- I could choose a different narrative and mindset. I could choose to understand that by holding onto my feelings of failure, I would dismiss my 10 months of training. I could accept that by embracing the DNF as an opportunity, I could rise stronger. I could accept that I had a DNF after blacking out and coming back and running 63 fast miles. I could accept that while I had used my pain to fuel my training and racing, the personal issues did not define me, nor my abilities as an athlete. I could choose how to process the DNF; it did not need to be a conduit or benchmark for processing my pain.
I chose option number 2. It was a tough choice. For my perfectionist nature, wallowing in pain and failure is surprisingly easier than being shamelessly proud and choosing to grow humbly.
So after all that, what did I learn?
Lessons Learned From a DNF:
- A DNF or not reaching a certain time does not mean you failed. If you learn from the race and see the DNF as an opportunity to grow stronger, you have succeeded.
- Always, always listen to the pacer who tells you eat and drink; even if your options are beans, tortillas, potato chips, and coke, and even if you hate all of those things.
- Go into a race confident in your ability to make decisions. Yes, you will reach very, very low points. Yes, you will want to give up. But, if you have reached the level of fitness where you are running a 100-mile race, you have the mental strength to keep going — and, you also have the mental strength to know when to call it. Trust in yourself.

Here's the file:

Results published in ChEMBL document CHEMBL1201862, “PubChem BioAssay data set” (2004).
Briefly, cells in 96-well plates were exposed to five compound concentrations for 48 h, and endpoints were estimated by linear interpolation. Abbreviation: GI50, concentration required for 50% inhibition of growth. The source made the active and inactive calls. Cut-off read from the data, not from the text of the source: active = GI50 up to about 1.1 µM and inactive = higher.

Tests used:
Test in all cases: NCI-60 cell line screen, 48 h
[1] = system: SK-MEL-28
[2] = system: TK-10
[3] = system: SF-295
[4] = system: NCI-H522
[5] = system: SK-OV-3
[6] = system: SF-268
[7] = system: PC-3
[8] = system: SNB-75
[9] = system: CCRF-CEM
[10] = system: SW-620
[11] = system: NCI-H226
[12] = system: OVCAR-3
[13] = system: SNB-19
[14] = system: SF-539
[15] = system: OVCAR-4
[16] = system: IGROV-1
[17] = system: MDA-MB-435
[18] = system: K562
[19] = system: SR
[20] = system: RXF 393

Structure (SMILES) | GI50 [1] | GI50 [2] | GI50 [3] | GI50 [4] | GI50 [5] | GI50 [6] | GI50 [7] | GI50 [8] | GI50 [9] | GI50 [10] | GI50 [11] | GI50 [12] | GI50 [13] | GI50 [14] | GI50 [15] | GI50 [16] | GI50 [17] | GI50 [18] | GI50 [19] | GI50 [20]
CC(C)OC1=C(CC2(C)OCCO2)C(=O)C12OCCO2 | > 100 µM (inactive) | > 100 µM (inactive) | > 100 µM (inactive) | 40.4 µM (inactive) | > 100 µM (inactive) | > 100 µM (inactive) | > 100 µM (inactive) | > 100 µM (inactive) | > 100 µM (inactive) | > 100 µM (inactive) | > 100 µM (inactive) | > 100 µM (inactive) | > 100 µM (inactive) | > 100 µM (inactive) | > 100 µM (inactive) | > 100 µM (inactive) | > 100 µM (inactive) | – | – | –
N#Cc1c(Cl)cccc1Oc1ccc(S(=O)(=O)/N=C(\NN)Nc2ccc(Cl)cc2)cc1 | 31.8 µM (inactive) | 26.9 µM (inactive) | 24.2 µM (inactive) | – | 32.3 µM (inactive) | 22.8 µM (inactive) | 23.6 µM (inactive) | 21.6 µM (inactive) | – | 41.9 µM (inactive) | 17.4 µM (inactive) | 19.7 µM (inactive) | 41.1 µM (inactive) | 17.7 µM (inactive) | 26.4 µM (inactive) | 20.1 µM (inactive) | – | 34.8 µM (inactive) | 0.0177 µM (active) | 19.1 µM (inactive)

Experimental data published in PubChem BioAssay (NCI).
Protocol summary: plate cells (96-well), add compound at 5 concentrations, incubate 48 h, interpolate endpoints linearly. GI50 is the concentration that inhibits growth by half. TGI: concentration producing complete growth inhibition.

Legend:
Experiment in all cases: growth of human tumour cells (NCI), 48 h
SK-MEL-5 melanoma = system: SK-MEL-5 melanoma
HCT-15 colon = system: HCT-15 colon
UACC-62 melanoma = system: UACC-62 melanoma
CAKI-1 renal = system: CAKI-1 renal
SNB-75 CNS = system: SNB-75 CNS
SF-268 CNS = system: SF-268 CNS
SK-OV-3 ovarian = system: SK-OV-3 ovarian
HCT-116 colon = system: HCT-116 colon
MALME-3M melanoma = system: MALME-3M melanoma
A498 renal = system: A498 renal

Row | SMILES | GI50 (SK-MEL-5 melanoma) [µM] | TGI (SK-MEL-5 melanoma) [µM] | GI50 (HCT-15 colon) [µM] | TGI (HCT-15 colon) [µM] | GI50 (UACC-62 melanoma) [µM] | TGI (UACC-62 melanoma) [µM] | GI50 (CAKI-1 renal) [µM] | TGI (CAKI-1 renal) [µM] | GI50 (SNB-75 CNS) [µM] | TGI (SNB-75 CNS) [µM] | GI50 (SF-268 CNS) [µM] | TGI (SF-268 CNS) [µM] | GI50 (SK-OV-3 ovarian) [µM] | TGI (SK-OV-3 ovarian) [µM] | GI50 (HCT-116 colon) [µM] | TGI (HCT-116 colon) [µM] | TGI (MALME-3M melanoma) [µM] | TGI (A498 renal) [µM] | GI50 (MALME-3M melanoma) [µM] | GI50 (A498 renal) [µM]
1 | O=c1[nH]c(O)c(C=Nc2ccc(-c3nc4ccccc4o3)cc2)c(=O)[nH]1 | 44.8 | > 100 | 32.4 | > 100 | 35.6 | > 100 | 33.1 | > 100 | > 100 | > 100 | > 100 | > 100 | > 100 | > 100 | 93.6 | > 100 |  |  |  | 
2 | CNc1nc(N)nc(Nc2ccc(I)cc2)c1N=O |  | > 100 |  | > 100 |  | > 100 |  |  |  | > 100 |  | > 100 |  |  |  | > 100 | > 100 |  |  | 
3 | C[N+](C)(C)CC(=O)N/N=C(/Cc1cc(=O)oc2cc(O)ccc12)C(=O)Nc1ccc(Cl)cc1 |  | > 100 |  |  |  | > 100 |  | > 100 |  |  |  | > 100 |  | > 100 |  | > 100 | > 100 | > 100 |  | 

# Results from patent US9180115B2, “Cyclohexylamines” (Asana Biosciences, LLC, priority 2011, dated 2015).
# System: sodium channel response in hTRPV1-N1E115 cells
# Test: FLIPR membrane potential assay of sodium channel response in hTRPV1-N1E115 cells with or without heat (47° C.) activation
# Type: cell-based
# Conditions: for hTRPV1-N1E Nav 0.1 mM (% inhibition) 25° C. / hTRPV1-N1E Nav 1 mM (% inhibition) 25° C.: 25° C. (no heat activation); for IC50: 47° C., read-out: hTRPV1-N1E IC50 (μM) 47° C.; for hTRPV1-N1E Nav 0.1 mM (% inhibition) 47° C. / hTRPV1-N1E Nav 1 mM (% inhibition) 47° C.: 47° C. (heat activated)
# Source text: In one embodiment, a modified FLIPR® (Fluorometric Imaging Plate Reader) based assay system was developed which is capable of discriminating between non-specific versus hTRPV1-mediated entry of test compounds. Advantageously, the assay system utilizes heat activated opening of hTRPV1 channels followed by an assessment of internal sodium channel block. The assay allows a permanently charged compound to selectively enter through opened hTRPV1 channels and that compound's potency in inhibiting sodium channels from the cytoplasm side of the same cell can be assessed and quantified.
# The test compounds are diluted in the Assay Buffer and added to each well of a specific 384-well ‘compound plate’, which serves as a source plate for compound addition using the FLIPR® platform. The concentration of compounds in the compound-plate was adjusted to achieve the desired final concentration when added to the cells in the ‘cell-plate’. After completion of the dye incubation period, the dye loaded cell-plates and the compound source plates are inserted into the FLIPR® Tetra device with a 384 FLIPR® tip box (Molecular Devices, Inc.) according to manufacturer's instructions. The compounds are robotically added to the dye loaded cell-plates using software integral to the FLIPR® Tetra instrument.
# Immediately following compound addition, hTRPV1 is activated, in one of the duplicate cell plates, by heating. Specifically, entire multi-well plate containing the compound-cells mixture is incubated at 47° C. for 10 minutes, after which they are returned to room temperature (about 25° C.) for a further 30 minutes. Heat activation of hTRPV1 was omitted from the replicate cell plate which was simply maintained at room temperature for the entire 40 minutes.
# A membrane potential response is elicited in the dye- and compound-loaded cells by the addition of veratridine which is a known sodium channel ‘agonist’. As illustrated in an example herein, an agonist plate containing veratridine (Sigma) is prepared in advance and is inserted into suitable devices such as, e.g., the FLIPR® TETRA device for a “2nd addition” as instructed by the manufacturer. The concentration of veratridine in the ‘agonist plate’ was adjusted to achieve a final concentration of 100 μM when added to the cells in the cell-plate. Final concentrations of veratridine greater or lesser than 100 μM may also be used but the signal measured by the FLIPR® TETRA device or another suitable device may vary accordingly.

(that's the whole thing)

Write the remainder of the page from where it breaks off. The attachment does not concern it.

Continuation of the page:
- As learned and reiterated from a mentor: See ultra running (and all running) as a gift and a tool that allows you to see and learn about the world and yourself. Don’t limit running to simply finishing or not. Running, and life, is far more beautiful and complex than crossing a finishing line.
- Never lose sight of why you truly love to run. Revisit this love often, and use it to refocus and balance when things get rough.
- Be very clear about your motivations for running an ultra (or any race for that matter.) Are you hooked on an ego trip? Are you an adrenaline junky? Understanding and being clear about your motivations will frame how you approach a race. They can provide a foundation for clear, logical thinking when you process things at the finish, or in the medic tent.
- It is O.K. to use running as catharsis, but remember: You are more than catharsis, more than pain, more than working through your issues.
- Be aware of your strength to choose and decide how you will think and learn from your race – be it a win or otherwise.
- By entering a race, you are choosing to put yourself into the exhilarating unknown. This is awesome and powerful and totally kick ass, so embrace new thoughts, feelings, and lessons as they arrive.
- Be smart about your hard training. When you think you’ve reached your limit, go just a little bit more. It will pay back dividends when you reach the decision point of whether to keep going or to stop (see #3.)
- From that same friend and mentor: Understand that the typical reasons for a race going south are generally related to running faster than your current fitness or conditions allow. Adjusting to conditions, the course, and understanding your body are necessary. This means run smart, and realize your race plan is only as strong as your ability to adapt along the way.
At the end, it was all worth it. The training, the disappointment, the joy around mile 63 when I felt invincible, and even the DNF. While lessons such as this one are difficult and challenging to learn, I’ve started my next training cycle more confident and more sure of my abilities than ever before. The outlook for the 2017 racing season is bright!
Have You Ever Had to DNF?
Bad races happen to all of us. Have you ever had to DNF a goal race? Share your experiences below.